I’ve even seen a worker dash out into the street to flag a taxi down just to ask for change! The Change Conundrum is the primary reason we decided to offer a Tipping Caddy for tipping hotels and other incidentals. This is especially beneficial for longer tours.
Should I bring Moroccan money with me?
In short, the answer is no. Moroccan Dirham is a closed currency which means it’s extremely difficult to find elsewhere. If an exchange facility somehow manages to obtain dirham, you’ll pay dearly for it. It’s better to wait and let us get you to a point of exchange or an ATM. (See more below about which choice is the better deal below.)
One other important fact here is that since Moroccan dirham is a closed currency, you can’t re-exchange it once you return home. So it’s a use it or lose it kind of thing.
I’ve heard that USD and Euro are widely accepted. Is this true?
I’m not sure where the people who have spread this erroneous information are shopping, but it’s rare to find anyone who will accept USD or Euro. Shops in the airports will accept Euro, but it will cost you more to pay in Euro.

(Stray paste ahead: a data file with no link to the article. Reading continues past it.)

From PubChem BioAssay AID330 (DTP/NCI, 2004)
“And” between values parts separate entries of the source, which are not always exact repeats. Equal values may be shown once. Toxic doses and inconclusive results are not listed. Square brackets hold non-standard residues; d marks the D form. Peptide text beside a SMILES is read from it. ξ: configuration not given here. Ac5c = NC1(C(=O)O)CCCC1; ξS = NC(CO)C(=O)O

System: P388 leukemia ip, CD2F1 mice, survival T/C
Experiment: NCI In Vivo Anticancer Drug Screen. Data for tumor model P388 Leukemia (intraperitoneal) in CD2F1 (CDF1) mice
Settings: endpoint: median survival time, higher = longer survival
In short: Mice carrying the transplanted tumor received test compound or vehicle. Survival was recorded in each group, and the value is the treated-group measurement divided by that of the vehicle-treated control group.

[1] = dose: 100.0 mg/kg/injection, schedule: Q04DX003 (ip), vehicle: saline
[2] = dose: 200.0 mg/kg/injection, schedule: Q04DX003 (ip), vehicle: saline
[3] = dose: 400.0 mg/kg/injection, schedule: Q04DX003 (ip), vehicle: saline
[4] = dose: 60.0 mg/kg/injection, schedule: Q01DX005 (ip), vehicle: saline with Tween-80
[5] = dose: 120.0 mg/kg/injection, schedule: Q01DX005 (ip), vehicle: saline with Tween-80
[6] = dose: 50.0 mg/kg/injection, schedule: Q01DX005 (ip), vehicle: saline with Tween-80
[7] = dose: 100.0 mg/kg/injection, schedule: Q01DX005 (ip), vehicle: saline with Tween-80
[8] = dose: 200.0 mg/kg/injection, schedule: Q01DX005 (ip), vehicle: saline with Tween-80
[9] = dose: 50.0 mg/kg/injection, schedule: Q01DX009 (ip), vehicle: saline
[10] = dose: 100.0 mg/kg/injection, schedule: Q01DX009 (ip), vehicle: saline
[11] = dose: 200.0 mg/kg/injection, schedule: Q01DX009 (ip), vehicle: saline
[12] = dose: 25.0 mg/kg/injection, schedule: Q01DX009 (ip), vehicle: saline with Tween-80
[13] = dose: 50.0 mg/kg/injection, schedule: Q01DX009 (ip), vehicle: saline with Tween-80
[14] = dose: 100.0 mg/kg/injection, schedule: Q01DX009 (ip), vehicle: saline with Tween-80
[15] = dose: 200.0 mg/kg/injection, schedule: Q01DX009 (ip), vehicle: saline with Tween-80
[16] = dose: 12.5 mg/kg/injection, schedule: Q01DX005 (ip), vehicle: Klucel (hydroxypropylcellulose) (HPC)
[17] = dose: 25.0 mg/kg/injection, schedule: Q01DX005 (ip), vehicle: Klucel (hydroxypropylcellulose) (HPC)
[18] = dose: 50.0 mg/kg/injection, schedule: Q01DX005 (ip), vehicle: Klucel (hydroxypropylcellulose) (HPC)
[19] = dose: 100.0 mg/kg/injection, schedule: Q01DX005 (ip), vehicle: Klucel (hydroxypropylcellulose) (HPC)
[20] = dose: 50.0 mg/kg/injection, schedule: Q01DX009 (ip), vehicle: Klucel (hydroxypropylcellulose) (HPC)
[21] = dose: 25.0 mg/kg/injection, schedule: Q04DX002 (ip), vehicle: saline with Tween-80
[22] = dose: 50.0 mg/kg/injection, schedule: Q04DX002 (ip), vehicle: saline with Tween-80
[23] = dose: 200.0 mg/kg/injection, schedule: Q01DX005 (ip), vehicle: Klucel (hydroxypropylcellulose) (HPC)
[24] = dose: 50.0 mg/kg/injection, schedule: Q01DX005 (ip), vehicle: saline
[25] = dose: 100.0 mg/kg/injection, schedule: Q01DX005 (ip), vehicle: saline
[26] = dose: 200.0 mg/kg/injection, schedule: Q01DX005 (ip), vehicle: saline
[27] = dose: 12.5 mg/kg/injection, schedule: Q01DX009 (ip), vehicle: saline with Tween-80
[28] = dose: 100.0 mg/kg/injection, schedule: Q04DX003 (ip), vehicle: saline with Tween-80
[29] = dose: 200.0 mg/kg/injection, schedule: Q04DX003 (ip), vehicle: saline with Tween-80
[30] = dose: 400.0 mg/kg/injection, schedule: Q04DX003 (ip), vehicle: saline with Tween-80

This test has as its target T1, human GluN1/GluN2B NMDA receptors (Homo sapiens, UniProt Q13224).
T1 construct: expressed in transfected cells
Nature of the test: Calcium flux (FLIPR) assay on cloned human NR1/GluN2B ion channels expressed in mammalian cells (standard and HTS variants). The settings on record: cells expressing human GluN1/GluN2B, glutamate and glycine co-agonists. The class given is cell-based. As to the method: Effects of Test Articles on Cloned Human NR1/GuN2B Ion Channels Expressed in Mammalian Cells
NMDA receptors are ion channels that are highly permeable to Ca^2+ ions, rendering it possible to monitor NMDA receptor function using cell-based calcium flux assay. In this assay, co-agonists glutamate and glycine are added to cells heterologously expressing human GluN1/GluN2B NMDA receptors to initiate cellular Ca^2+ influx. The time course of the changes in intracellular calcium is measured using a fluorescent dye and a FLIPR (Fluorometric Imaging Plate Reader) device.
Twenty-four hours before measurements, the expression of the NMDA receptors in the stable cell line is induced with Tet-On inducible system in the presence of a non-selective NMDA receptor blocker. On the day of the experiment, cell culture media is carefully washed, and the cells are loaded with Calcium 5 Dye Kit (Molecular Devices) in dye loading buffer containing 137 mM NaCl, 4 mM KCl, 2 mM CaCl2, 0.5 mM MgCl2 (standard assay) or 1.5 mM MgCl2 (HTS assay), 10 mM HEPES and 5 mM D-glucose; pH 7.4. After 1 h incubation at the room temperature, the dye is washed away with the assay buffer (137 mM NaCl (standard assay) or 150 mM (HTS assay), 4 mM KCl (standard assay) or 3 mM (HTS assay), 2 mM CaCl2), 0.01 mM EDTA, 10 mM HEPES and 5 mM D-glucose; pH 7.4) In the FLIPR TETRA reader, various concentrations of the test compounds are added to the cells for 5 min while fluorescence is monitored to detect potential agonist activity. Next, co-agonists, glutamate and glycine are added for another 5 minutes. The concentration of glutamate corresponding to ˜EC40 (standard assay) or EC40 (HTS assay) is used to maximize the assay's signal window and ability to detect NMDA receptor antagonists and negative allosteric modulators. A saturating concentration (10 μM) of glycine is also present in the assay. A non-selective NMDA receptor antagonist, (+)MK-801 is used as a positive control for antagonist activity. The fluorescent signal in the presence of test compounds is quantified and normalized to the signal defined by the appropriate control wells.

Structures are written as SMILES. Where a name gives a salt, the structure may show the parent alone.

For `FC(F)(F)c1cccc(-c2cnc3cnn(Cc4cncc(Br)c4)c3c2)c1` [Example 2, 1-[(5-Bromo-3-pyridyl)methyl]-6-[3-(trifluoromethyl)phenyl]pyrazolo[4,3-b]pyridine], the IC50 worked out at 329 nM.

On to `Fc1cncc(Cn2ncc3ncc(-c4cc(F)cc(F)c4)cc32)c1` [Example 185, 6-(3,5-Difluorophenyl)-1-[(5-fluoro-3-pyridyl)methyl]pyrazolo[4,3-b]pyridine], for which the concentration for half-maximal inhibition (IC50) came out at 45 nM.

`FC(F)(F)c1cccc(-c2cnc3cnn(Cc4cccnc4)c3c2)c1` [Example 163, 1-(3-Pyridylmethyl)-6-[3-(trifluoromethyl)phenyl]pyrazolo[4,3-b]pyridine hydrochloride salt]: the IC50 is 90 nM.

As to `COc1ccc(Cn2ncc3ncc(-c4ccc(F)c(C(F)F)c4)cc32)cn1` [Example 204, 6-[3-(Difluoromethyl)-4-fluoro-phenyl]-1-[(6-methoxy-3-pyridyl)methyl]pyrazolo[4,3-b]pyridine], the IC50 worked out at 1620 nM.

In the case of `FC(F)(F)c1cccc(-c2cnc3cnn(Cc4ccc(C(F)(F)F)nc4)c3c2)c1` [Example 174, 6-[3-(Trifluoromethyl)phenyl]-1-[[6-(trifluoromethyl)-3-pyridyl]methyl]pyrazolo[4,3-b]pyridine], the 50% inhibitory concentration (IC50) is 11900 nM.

The other exception I’ve heard of is that if you are making a large purchase such as fine artwork or a carpet, you may be able to talk the seller into accepting your USD or Euro. But, I can’t imagine why you would want to! The exchange rate you would pay would be rounded up to a higher percentage, so it’s really not worth it. It’s just better all around to get onto the Moroccan dirham train when in Morocco!
What’s the most economical way to get Moroccan Dirham?
ATMs are widely available throughout Morocco, and they typically have the best exchange rates. Even when paying a fee from your own bank for an overseas withdrawal plus ATM provider fees, it is usually more cost effective to use an ATM than to exchange money. Your Open Doors Morocco Local Host will get you to an ATM as often as needed throughout your tour.